In the past few days, we presented our work on persistent scripting at the 13TH Annual Non-Volatile Memories Workshop (NVMW). As the post-COVID return to in-person events is slow and gradual, this year’s NVMW took place in both physical and virtual formats.

Last week, our collaborator Terence Kelly presented in the in-person event that took place at the University of California, San-Diego campus, while yesterday, I presented in the virtual event. This arrangement worked out quite well as I could still attend the workshop without having to travel during the busy exams period.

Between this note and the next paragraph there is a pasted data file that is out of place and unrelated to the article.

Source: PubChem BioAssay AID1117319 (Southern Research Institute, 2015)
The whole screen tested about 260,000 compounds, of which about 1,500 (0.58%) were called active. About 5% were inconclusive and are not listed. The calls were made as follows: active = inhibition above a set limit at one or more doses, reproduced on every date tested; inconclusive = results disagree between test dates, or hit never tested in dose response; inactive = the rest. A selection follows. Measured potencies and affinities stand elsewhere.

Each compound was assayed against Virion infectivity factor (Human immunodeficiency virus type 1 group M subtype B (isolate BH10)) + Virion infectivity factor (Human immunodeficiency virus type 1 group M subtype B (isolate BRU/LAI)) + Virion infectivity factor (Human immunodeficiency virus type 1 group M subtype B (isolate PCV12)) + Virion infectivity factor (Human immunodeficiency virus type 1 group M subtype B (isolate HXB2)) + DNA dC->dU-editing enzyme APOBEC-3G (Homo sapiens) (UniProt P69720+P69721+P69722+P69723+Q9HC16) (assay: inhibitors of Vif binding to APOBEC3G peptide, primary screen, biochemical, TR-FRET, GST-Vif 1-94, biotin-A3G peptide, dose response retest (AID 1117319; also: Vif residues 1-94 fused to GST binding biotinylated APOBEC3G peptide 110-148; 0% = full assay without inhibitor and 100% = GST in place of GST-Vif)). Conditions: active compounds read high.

Persistent scripting brings the benefits of persistent memory programming to high-level interpreted languages. More importantly, it brings the convenience and programmer productivity of scripting to persistent memory programming. We have integrated a novel generic persistent memory allocator into a popular scripting language interpreter, which now exposes a simple and intuitive persistence interface: A flag notifies the interpreter that a script’s variables reside in a persistent heap in a specified file. The interpreter begins script execution with all variables in the persistent heap ready for immediate use. New variables defined by the running script are allocated on the persistent heap and are thus available to subsequent executions. Scripts themselves are unmodified and persistent heaps may be shared freely between unrelated scripts.